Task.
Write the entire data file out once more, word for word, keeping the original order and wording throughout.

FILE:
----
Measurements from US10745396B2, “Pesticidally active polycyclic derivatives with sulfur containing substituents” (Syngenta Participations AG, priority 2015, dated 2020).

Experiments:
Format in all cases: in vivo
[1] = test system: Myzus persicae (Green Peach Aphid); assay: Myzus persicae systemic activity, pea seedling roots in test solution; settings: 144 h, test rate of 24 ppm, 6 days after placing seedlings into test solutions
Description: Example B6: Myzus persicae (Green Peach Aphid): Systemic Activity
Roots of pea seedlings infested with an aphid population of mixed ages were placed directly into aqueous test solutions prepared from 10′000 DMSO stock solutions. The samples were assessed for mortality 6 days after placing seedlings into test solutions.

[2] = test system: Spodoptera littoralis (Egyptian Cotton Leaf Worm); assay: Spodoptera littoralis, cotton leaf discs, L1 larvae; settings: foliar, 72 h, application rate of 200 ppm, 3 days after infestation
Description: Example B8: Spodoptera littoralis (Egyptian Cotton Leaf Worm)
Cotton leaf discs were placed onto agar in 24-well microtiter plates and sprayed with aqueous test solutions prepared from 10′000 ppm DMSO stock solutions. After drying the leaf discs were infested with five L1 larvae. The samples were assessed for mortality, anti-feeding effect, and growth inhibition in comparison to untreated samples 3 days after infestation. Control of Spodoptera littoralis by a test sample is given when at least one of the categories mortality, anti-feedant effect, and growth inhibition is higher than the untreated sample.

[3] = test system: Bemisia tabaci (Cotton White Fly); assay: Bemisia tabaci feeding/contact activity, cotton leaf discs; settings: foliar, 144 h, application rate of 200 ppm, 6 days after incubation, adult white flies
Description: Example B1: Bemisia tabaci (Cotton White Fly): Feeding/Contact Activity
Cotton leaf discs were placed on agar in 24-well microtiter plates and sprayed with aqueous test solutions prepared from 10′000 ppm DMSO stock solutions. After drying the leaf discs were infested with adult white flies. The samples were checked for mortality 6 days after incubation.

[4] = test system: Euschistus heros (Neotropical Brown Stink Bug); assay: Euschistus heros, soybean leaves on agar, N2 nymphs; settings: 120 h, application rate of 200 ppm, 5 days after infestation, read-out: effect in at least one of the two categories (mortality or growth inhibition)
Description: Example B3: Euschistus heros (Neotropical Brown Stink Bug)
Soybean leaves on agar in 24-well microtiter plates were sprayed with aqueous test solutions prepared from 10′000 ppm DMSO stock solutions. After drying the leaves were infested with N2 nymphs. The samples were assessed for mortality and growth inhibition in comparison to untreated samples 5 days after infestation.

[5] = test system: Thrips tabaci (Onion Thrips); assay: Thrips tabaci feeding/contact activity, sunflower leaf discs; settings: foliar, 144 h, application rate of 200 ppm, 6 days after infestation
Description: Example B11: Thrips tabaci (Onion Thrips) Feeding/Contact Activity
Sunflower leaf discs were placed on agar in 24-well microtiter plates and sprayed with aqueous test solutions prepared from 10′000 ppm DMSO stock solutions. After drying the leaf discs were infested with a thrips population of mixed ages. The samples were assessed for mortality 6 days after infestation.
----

Measurements from US10745396B2, “Pesticidally active polycyclic derivatives with sulfur containing substituents” (Syngenta Participations AG, priority 2015, dated 2020).

Experiments:
Format in all cases: in vivo
[1] = test system: Myzus persicae (Green Peach Aphid); assay: Myzus persicae systemic activity, pea seedling roots in test solution; settings: 144 h, test rate of 24 ppm, 6 days after placing seedlings into test solutions
Description: Example B6: Myzus persicae (Green Peach Aphid): Systemic Activity
Roots of pea seedlings infested with an aphid population of mixed ages were placed directly into aqueous test solutions prepared from 10′000 DMSO stock solutions. The samples were assessed for mortality 6 days after placing seedlings into test solutions.

[2] = test system: Spodoptera littoralis (Egyptian Cotton Leaf Worm); assay: Spodoptera littoralis, cotton leaf discs, L1 larvae; settings: foliar, 72 h, application rate of 200 ppm, 3 days after infestation
Description: Example B8: Spodoptera littoralis (Egyptian Cotton Leaf Worm)
Cotton leaf discs were placed onto agar in 24-well microtiter plates and sprayed with aqueous test solutions prepared from 10′000 ppm DMSO stock solutions. After drying the leaf discs were infested with five L1 larvae. The samples were assessed for mortality, anti-feeding effect, and growth inhibition in comparison to untreated samples 3 days after infestation. Control of Spodoptera littoralis by a test sample is given when at least one of the categories mortality, anti-feedant effect, and growth inhibition is higher than the untreated sample.

[3] = test system: Bemisia tabaci (Cotton White Fly); assay: Bemisia tabaci feeding/contact activity, cotton leaf discs; settings: foliar, 144 h, application rate of 200 ppm, 6 days after incubation, adult white flies
Description: Example B1: Bemisia tabaci (Cotton White Fly): Feeding/Contact Activity
Cotton leaf discs were placed on agar in 24-well microtiter plates and sprayed with aqueous test solutions prepared from 10′000 ppm DMSO stock solutions. After drying the leaf discs were infested with adult white flies. The samples were checked for mortality 6 days after incubation.

[4] = test system: Euschistus heros (Neotropical Brown Stink Bug); assay: Euschistus heros, soybean leaves on agar, N2 nymphs; settings: 120 h, application rate of 200 ppm, 5 days after infestation, read-out: effect in at least one of the two categories (mortality or growth inhibition)
Description: Example B3: Euschistus heros (Neotropical Brown Stink Bug)
Soybean leaves on agar in 24-well microtiter plates were sprayed with aqueous test solutions prepared from 10′000 ppm DMSO stock solutions. After drying the leaves were infested with N2 nymphs. The samples were assessed for mortality and growth inhibition in comparison to untreated samples 5 days after infestation.

[5] = test system: Thrips tabaci (Onion Thrips); assay: Thrips tabaci feeding/contact activity, sunflower leaf discs; settings: foliar, 144 h, application rate of 200 ppm, 6 days after infestation
Description: Example B11: Thrips tabaci (Onion Thrips) Feeding/Contact Activity
Sunflower leaf discs were placed on agar in 24-well microtiter plates and sprayed with aqueous test solutions prepared from 10′000 ppm DMSO stock solutions. After drying the leaf discs were infested with a thrips population of mixed ages. The samples were assessed for mortality 6 days after infestation.